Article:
Then matching on the action of the 1835 handmade Valentine, we jump to present day and see Oliver (Eric Mabius) making his own Valentine for Shane (Kristin Booth). He then hands it off to be mailed to her instead of just giving it to her…for reasons? This is another part that could have been snipped. The letter will take the entire film to end up in Shane’s hands. It ends up in a box she doesn’t know has anything but Valentine decorations in it.

Now you’d think that title card might pop up now, but nope.


The dead letter comes in, and Oliver instantly takes it to run off to a restaurant.


We now go back 15 years to find a kid mailing that letter before asking a police officer where he needs to go to turn himself in.

Now we get the title card and title track of the series. It took awhile. I was wondering if it would ever show up. By the way, that 15 years earlier thing is the main plot of the film. Unlike previous Signed, Sealed, Delivered movies, this one does act more like a procedural rather than having the letter lead to a major revelation about the characters that moves them forward for the next film. I liked that. I’ve always wanted the tracking down the letter to truly be the center of attention instead of say Oliver discovering the truth about his father. There is a little bit of a blast from the past, literally, but it’s minor compared to previous installments.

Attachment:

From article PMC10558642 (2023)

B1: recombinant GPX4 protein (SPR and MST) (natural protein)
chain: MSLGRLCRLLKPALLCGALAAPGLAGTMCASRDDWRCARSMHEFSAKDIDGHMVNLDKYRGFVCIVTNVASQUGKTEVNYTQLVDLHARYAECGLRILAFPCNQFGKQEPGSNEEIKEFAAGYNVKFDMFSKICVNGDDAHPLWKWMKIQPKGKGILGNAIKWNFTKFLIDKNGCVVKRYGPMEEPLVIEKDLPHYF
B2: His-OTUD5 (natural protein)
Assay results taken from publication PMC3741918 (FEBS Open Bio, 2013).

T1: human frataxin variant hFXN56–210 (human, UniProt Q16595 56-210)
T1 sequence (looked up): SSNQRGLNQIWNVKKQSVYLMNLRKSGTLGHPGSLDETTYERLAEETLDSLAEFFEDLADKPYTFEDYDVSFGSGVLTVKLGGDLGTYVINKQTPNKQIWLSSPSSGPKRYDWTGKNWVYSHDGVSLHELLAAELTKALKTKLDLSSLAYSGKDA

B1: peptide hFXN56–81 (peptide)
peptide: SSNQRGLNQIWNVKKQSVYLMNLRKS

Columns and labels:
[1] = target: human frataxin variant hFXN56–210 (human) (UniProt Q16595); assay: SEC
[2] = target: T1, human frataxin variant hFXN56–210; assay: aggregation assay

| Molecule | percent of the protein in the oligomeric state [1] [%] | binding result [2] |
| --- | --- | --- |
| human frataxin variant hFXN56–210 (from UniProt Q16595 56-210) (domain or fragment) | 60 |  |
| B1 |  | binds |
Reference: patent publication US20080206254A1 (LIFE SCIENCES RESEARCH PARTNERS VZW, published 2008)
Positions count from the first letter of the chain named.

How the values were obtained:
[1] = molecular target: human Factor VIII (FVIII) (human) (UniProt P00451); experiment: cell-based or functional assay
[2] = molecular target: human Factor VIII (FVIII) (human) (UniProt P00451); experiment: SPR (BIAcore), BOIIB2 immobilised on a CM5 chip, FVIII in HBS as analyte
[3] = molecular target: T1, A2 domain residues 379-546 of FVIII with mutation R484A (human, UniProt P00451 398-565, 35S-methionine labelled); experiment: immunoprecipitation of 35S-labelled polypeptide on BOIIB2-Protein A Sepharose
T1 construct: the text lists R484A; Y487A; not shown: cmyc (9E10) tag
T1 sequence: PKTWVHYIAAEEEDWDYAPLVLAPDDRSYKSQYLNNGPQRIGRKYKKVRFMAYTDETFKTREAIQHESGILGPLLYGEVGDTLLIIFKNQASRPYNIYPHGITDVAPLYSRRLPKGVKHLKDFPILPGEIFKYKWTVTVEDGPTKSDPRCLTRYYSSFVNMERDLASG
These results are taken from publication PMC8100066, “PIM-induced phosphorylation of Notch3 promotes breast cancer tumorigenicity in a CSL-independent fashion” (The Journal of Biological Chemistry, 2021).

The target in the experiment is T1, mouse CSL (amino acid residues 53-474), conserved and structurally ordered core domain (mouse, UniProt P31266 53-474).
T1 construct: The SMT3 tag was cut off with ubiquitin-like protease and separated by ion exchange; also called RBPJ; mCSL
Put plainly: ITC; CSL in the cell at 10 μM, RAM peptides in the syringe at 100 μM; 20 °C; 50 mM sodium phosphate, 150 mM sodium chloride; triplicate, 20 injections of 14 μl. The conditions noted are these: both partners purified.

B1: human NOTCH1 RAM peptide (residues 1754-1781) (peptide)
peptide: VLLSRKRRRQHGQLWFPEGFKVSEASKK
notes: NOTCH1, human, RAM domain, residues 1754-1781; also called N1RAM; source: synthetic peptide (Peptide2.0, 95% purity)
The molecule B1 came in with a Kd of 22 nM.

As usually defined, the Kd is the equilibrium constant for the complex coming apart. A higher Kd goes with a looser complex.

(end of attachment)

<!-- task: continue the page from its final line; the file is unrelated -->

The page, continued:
Another plot is that Rita will get called in to be Miss Special Delivery because the people above her were disqualified in some manner. This goes nowhere really. It goes viral that Rita and Norman are an item and for no real reason she denies it during a press conference. Of course she ends up coming around in the end. I’m really not sure of any good reason for this plot to happen. Maybe a little reinforcement of their relationship since she certainly hurt Norman in the process. She must have been a little uncertain on her end. Otherwise, it just leads to some lines about how people share things today. Blah, blah, blah. People have been doing that sort of thing for a long time. Even as far back as the 1930’s, if not earlier. I’ve read stupid old newspaper stories telling us someone is leaving to go on vacation. I wouldn’t say this should have been snipped, but they could have found a better way to forward the Norman and Rita thing. Oh, and this happens to Norman at one point in the film.


It’s the funniest part of the movie, and since I don’t intend to do this movie blow by blow, I had to stick it somewhere. After picking up two baby doll arms in a dumpster, Norman says, “You wake up in the morning, and you never really know how your day is going to end.”


Here is the literal blast from the past. Back when Oliver was Cliff Clavin, he was going to pick up the mail from the mailbox where the kid dropped off the now dead letter. He decided to wait a little bit before he was supposed to pick up the letters because of a police officer who would be in the area that he liked. Since he waited a little bit, an actual clown showed up, and after a little accident with helium…KABOOM! Since Oliver really does take things seriously USPS wise, he never really forgave himself. As a result, he really wants to get this letter that was involved in the accident to its intended recipient.

You got all that? We have an 1835 Valentine that winds up in Norman’s hands that we don’t know who it’s for at first. We have Oliver’s Valentine for Shane going everywhere but her hands. We have the policewoman that Oliver likes. Oh yeah, that actually is a really tiny little plot in this too. We also have Rita and Norman needed to mend fences after she denies publicly that she is seeing him. Then finally, we have the main plot of the movie. All of these plots are affairs of the heart, which ties into the title, and the main plot, but it was a bit much.